August 29 News Download: Pacific Light Undersea Cable

Summary:

USA might block an undersea cable, going directly from L.A. to Hong Kong, from being built.

Passive word construction so let’s break down the details…

Whose undersea cable?

Dr. Peng Telecom and Media Group Co., which is the fourth biggest telecom operator in China, and also those key players we hear about all the time… Google and Facebook, Inc.

Together this is called the Pacific Light Network or the Pacific Light Data Communication Co.

Why would Pacific Light build this?

Demands for great data capacity.

This group wants more more more

-bandwidth in Asia

-& links to markets

in the Philippines

Photo by Christian Paul Del Rosario on Pexels.com

in Malaysia

Photo by Vincent Liew on Pexels.com

in Indonesia

Photo by Tom Fisk on Pexels.com

and, of course, more links to markets in Mainland China.

Photo by Pixabay on Pexels.com

What do we call the opposition?

Team Telecom, made up of a panel of USA Representatives from the US Department of Homeland Security, approves or rejects applications for cable projects such as this international undersea cable project.

Why would Team Telecom reject Pacific Light’s undersea cable license application?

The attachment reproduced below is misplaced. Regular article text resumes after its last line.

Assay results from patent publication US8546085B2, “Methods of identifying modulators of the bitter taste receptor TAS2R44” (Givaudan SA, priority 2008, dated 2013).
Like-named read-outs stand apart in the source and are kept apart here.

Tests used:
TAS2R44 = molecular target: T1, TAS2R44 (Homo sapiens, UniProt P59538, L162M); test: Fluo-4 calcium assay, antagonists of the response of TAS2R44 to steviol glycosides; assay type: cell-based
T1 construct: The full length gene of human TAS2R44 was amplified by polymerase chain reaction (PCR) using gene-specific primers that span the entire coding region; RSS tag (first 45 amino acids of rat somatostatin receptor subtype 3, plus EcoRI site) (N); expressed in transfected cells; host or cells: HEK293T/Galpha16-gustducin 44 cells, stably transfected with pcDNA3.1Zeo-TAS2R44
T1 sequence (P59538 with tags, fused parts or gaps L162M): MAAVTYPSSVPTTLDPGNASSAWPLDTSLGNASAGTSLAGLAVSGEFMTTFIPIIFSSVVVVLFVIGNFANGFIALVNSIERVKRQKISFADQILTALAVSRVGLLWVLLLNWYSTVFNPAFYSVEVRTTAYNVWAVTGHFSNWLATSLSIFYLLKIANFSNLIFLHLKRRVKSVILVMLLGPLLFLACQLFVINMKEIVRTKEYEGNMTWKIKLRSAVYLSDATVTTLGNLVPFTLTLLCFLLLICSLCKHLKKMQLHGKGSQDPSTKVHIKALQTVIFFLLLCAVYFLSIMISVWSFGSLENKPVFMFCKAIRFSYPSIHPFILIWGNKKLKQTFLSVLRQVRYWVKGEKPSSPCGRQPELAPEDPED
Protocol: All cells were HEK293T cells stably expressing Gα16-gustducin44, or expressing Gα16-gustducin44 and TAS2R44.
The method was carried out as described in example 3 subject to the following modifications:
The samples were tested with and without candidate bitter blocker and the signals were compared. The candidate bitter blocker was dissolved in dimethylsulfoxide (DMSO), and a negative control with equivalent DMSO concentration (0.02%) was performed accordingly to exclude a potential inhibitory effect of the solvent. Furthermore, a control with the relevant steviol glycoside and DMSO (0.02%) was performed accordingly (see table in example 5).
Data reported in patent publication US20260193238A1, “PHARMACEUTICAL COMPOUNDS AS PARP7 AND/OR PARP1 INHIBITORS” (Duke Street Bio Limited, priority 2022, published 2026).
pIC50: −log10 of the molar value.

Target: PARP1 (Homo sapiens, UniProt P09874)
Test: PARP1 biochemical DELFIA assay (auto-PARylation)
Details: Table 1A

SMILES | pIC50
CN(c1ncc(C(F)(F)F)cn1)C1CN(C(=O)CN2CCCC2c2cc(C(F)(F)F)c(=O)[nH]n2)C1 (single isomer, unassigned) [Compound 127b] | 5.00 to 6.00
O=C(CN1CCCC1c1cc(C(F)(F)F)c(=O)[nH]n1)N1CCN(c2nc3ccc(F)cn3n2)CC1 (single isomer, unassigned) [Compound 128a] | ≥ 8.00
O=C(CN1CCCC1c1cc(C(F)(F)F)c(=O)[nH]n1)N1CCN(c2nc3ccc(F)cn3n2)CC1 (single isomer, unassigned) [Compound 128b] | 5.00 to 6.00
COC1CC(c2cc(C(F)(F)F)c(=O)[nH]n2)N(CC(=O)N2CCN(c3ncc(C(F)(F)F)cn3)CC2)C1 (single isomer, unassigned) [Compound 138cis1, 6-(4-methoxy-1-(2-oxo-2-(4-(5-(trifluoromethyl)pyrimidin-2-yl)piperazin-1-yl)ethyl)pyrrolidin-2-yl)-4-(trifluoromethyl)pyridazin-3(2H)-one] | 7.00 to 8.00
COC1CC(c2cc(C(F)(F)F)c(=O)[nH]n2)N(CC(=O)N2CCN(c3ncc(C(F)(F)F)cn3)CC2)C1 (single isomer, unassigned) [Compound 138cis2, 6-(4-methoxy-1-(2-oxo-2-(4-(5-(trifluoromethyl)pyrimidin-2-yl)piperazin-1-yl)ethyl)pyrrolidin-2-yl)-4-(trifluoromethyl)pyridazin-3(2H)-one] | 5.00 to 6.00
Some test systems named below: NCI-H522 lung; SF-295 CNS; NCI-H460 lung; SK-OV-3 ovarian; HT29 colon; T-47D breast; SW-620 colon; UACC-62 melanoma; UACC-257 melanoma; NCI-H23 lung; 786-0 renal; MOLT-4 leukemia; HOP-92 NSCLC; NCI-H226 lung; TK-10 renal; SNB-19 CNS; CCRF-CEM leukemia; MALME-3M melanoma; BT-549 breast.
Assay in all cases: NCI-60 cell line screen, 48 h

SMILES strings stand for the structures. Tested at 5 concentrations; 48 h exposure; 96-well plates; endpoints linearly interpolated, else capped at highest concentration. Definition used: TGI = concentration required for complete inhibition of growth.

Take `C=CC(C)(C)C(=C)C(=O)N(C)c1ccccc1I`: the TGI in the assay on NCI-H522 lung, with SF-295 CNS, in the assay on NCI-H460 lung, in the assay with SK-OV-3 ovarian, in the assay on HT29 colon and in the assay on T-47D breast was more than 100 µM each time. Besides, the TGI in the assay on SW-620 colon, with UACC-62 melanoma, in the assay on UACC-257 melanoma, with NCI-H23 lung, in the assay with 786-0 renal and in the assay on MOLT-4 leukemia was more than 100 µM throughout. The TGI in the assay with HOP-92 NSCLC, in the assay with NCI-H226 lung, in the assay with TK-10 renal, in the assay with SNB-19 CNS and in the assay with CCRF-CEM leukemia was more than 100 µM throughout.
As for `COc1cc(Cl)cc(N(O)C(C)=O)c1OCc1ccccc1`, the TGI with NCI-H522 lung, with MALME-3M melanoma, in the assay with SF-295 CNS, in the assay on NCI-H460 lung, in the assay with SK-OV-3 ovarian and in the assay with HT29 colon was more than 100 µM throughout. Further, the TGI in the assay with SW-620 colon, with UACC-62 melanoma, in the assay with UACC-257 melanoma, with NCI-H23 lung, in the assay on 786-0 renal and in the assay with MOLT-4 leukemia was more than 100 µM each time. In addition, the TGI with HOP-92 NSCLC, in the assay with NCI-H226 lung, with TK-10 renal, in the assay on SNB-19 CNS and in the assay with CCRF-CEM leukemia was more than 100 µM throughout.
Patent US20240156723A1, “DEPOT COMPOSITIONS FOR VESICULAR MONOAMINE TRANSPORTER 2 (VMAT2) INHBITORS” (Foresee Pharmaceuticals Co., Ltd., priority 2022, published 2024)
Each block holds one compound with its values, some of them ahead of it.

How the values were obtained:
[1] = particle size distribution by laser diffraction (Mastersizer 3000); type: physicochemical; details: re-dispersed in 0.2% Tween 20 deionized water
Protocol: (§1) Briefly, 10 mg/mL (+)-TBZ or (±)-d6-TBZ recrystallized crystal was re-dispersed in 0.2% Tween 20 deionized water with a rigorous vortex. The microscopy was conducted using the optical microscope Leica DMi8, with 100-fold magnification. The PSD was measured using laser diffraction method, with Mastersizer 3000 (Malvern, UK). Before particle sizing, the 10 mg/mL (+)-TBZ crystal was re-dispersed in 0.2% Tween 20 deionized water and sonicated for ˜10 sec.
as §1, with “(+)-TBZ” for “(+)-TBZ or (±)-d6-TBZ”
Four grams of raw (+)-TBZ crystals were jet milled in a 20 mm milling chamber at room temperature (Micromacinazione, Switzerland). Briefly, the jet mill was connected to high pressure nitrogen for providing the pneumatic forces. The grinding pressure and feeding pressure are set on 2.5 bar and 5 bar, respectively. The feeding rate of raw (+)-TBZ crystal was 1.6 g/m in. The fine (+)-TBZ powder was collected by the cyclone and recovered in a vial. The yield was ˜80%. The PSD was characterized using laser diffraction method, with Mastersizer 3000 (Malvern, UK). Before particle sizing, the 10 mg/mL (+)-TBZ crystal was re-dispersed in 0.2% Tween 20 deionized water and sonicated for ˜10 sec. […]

On the grounds of national security.

To signal a tougher stance on USA-China projects.

Growing distrust of Chinese ambitions (phrased as such by WSJ).

And what if rejection happens?

Well, data will move outside USA jurisdiction and still find its own way through other cables..

Wages in Cuba and a quote from my former Professor of Latin American Politics

Cuba announces increase in wages as part of economic reform

by Associated Press Thursday, June 27th 2019

The beginning:

“Every Cuban has the right to a salary increase,” said Dariel Tejeda, a 28-year-old tour guide. “The country and all the state workers have needed this for a long time.”

and the end:

Ending the dual-currency system is expected to lead to the eventual removal of subsidies and bankruptcy of dozens, even hundreds of state enterprises and the loss of many thousands of public sector jobs. With lower or no subsidies, state companies would be forced to raise prices. For that reason, a state salary increase has long been seen as a key precursor to monetary unification in Cuba.